Alibi witness testifies for first time in 'Serial' subject Adnan Syed's retrial hearing

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BALTIMORE — A key alibi witness for Adnan Syed, the Maryland man whose 2000 murder conviction was the subject of the first season of the true-crime podcast, "Serial," testified on his behalf for the first time on Wednesday, telling a judge that she'd seen him at a public library on the day of the killing.

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Asia Chapman, a high school classmate, appeared as a witness in Syed's post-conviction hearing in Baltimore City Circuit Court, where his lawyers argued that he deserved a new trial because his original defense team failed him.

Photos related to the case:

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Alibi witness testifies for first time in 'Serial' subject Adnan Syed's retrial hearing
Officials escort 'Serial' podcast subject Adnan Syed from the courthouse following the completion of the first day of hearings for a retrial in Baltimore on Wednesday, Feb. 3, 2016. (Karl Merton Ferron/Baltimore Sun/TNS via Getty Images)
FILE -In this Dec. 10, 2014 file photo, Prison artwork created by Adnan Syed sits near family photos in the home of his mother, Shamim Syed, in Baltimore. Syed, the subject of the popular podcast “Serial” will be allowed to appeal his murder conviction, a Maryland court has ruled. Adnan Syed, 34, was convicted in 2000 of strangling his ex-girlfriend, Hae Min Lee, the year prior, when both were high school students in suburban Baltimore. “Serial” examined the case in detail and raised questions about Syed’s guilt and whether he received a fair trial. (AP Photo/Patrick Semansky, File)
Shamim Syed, whose son Adnan was convicted for the 1999 murder of his ex-girlfriend and whose case is being revived in a wildly popular podcast, poses for a photograph in her home, Wednesday, Dec. 10, 2014, in Baltimore. A Maryland appeals court recently showed interest in the case and will hold a hearing in January weighing arguments that the man had ineffective counsel. (AP Photo/Patrick Semansky)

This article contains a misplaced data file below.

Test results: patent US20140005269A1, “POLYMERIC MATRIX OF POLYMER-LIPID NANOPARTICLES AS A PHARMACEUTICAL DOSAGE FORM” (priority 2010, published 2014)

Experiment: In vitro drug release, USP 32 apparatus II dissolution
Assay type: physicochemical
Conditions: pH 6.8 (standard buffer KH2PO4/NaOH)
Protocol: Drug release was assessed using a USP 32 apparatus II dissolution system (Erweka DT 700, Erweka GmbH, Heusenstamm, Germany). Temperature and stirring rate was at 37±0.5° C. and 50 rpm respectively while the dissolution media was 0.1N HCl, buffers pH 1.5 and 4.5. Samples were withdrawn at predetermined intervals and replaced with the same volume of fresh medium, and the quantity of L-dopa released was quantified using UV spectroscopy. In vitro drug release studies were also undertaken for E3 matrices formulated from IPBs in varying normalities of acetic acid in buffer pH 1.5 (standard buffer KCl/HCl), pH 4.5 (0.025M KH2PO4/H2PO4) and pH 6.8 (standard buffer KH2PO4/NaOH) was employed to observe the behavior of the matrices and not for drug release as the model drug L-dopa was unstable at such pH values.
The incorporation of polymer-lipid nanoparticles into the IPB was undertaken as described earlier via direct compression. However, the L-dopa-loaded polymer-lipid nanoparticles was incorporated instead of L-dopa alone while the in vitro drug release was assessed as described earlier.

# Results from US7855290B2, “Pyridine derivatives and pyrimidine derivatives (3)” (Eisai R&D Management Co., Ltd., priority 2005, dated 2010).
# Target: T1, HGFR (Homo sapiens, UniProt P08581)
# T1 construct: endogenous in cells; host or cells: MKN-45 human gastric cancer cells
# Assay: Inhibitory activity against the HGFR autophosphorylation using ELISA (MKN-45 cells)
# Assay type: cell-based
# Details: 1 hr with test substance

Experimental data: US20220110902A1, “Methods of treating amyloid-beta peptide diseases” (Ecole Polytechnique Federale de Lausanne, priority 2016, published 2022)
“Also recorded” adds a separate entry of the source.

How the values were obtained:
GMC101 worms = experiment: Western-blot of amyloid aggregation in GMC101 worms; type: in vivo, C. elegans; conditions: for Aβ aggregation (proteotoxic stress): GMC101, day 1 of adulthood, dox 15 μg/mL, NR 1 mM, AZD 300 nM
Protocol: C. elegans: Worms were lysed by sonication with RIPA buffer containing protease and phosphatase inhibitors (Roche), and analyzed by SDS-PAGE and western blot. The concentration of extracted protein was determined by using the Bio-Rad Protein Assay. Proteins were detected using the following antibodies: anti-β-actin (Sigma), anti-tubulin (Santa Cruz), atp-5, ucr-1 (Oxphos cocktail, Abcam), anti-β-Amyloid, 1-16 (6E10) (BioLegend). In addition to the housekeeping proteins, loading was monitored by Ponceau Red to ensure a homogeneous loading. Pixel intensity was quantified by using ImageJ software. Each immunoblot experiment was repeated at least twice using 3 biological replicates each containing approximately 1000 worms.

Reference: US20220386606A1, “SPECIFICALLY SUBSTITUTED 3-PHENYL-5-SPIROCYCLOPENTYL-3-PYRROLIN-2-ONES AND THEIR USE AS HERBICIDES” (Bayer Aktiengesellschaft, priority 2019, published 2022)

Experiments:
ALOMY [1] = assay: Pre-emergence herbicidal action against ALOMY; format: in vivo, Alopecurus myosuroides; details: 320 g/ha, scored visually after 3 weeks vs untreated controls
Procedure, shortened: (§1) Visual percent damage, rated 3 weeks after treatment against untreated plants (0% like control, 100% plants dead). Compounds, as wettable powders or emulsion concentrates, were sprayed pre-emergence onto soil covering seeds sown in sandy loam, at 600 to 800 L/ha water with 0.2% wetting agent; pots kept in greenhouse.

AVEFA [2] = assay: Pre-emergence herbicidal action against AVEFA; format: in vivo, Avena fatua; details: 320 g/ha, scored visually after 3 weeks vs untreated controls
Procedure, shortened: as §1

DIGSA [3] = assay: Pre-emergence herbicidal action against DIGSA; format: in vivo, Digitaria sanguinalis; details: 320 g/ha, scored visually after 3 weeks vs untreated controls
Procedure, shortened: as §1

Shamim Syed, left, whose son Adnan was convicted for the 1999 murder of his ex-girlfriend and whose case is being revived in a wildly popular podcast, poses for a photograph alongside her son Yusef in her home, Wednesday, Dec. 10, 2014, in Baltimore. A Maryland appeals court recently showed interest in the case and will hold a hearing in January weighing arguments that the man had ineffective counsel. (AP Photo/Patrick Semansky)
Childhood artwork created by Adnan Syed sits on a table as his brother, Yusef, sifts through family mementos, Wednesday, Dec. 10, 2014, in Baltimore. Adnan Syed was convicted for the 1999 murder of his ex-girlfriend, and his case is being revived in a wildly popular podcast with millions of weekly listeners. A Maryland appeals court recently showed interest in the case and will hold a hearing in January weighing arguments that the man had ineffective counsel. (AP Photo/Patrick Semansky)
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BOSTON - MARCH 29: Sarah Koenig, producer and host of the podcast Serial speaks at Boston University's 'Power of Narrative' conference in Boston Massachusetts March 29, 2015. (Photo by Jessica Rinaldi/The Boston Globe via Getty Images)
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Syed seemed "completely normal" when they ran into each other at the Woodlawn library branch on Jan. 13, 1999, Chapman said. She heard later that he'd been arrested for strangling his ex-girlfriend, Hae Min Lee, that same day in a fit of jealous rage after she began dating someone new. Chapman realized she may have worthwhile evidence. But it was never used.

On the stand, Chapman, 34, repeated the story she told in 2014's "Serial," when she went by her maiden name, McClain. She is now married with two children, and pregnant with a third, and lives in Washington. She laughed nervously as she testified.